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Slice of paradise

Shayal Devi
Thursday, February 01, 2018

ANDREW Turnbull has achieved a lot in his working career.

And the Australian pins his success solely on the passion he has for every job he has undertaken — whether it was selling confectionery as a young man or in operating one of the most successful resorts in Fiji.

The 75-year-old still carries the same zeal for life as he did in his youth, and he says the decision to dive into Fiji's budding tourism sector in the 90s was one taken after much consideration.

By then, tourism pioneers such as Dick Smith and Reg Raffe had already found success in the industry, leaving Mr Turnbull with a one-star Mamanuca property that was in desperate need of upgrade and renovation.

Fast forward almost two decades and Tokoriki Island Resort is basking in raving reviews from visitors. These accolades have made Tokoriki Island Resort the number one tourist property on renowned travel website TripAdvisor for the fourth year in a row.

Tokoriki Island Resort was named the number one hotel in Fiji in 2018, as well as number one for Fiji Romance and Fiji Service. The resort was named as the number three hotel in the South Pacific and number six and 21 respectively for South Pacific Romance and South Pacific Service.

Elated and humbled by the achievement, Mr Turnbull says his personalised home away from home had grown in a way he never expected.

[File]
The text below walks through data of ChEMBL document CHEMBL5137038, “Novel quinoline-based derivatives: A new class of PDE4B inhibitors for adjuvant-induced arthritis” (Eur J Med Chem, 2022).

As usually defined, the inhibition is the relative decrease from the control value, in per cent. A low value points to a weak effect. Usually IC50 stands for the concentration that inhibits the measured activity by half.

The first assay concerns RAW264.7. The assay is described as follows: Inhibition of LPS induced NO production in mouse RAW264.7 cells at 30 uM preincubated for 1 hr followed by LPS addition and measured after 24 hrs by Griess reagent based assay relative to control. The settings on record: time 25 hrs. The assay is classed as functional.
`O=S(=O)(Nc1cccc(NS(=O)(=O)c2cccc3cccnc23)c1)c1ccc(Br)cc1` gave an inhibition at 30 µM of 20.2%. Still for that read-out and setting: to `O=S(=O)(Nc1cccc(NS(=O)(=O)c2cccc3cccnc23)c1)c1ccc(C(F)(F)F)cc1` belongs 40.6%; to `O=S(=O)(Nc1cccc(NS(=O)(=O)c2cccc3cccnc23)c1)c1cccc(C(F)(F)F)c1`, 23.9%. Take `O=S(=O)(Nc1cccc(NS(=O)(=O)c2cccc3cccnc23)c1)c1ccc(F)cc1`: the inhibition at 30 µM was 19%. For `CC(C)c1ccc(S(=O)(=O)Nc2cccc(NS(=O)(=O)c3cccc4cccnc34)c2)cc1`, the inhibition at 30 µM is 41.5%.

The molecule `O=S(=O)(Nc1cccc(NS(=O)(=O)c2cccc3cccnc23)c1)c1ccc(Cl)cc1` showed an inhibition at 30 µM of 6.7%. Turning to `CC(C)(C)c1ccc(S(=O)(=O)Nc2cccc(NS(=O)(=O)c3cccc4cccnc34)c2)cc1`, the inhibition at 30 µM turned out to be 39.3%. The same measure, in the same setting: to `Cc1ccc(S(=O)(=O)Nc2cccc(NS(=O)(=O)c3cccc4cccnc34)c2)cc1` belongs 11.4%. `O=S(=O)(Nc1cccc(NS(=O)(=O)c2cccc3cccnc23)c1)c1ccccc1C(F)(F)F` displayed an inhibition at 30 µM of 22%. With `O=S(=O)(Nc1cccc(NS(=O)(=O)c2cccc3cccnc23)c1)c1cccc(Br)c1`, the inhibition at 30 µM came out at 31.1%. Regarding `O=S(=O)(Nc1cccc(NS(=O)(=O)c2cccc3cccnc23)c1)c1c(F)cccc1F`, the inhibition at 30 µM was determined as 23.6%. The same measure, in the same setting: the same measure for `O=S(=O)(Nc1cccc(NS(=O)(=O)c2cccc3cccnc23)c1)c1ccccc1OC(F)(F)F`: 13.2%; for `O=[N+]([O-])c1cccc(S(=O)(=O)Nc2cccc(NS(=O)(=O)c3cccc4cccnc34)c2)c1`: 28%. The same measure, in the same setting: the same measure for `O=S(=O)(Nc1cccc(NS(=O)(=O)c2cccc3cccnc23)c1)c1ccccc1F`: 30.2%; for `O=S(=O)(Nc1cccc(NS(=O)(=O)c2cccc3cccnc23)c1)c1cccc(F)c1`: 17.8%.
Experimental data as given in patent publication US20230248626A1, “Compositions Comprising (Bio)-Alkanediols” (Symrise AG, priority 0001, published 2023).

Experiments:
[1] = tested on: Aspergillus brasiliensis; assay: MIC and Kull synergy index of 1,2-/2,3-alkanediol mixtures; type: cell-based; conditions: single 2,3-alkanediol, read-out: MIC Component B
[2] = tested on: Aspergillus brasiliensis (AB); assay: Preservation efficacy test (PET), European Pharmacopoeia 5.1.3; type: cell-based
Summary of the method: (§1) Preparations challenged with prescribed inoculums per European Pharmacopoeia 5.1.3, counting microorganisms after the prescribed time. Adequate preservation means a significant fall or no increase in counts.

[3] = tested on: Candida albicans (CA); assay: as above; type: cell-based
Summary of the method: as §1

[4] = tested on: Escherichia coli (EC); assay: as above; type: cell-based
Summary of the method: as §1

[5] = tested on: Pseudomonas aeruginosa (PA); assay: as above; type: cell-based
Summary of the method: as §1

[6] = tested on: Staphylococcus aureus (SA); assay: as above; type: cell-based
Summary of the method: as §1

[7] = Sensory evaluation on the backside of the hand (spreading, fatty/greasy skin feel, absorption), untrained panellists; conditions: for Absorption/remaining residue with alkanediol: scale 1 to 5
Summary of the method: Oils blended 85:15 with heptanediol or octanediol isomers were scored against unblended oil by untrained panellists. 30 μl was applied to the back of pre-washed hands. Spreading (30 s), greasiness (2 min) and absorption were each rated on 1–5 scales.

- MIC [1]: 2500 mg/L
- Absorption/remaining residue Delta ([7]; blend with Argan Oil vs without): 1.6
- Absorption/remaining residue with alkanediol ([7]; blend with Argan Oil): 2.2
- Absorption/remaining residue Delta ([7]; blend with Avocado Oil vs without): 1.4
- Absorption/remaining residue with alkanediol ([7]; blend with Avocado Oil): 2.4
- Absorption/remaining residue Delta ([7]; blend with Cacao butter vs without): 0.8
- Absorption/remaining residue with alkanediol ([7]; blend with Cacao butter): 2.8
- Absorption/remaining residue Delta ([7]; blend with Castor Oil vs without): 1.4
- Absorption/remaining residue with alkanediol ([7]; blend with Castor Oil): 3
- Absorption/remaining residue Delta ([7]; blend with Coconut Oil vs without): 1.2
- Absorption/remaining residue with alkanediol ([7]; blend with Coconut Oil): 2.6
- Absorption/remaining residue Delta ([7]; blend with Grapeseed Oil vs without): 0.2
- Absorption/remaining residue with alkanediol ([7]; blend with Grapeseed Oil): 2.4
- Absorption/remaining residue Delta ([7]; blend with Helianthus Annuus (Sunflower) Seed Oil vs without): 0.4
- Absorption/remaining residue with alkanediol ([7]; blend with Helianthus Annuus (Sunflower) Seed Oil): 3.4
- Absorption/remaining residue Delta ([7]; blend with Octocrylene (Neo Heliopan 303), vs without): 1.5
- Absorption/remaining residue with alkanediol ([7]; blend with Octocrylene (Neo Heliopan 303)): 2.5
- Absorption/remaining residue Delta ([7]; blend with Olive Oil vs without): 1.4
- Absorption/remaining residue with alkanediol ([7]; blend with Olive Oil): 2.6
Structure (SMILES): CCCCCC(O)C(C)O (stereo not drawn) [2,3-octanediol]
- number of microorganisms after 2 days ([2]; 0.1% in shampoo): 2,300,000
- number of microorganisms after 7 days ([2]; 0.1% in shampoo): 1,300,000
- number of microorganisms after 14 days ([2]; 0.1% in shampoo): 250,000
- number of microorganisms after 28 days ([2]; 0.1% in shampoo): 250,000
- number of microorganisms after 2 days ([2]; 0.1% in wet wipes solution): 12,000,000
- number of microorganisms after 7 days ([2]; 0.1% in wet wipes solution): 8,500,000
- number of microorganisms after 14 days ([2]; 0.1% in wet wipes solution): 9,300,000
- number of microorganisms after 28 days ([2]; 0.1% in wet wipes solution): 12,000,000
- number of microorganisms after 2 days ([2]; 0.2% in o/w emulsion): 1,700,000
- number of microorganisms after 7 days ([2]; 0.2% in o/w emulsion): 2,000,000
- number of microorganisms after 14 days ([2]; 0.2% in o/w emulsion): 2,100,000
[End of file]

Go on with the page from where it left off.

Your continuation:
Beginnings

Along with his wife Yvonne and daughter Jenna, he came to Tokoriki with a friend in the 90s.

"We had never heard of it and we arrived here in 1995 and my daughter, who was then 12, and she said to me, 'hey Dad, it's for sale'," he shared during an interview on the island last week.

"My wife looked at me as though it was stupid because I started to look at why we might look at buying it. It (the property) was very tired, I mean so much so that you could smell the previous guests in the pillow and the first two lots of sheets I had, my feet went through and that's how bad it was.

"We walked around and it was a lovely beach, faced west so we had glorious sunsets, so what was built here lacked style and it gave us what I thought were bones because in the candy business, which I was in, I travelled the world all the time looking at candies, we knew what sort of hotel to stay in and where we want to go for a holiday."

He says he had just sold his main business and had time to spare so they decided "to go for it".

"We bought it, not knowing anything about landowners or Fiji issues like coups or cyclones but we battled through it and we would take it from being a one-star family resort and decided to turn it into a four-and-a-half-star couples only resort, and the reason we stopped at four-and-a-half-star was because you can over deliver. When you start as a five-star, it's very hard to over deliver.

"Our guests do get a five-star experience hence so many great reviews. One of the first jobs I had, had a slogan, 'Quality is remembered long after price is forgotten', as long as people remember the experience and they say, 'what an amazing holiday' so guests are happy."

Recipe for success

"It's all about the staff."

When it comes to recognising the success the resort has enjoyed over the years, Mr Turnbull does not hesitate to commend his staff for their role in ensuring guests have the best Fijian experience.

"People say to me, how do you go from selling candy or confectionery to tourism. Really, to be successful in business you only need three key things — hard work, common sense and people skills," he said.

"People say, how do you make Tokoriki different? There are hundreds of thousands of places around the world that have sun, sea and sand. There are hundreds of places in Fiji that have got sun, sea and sand. So how are we getting these reviews? Easy. Our staff.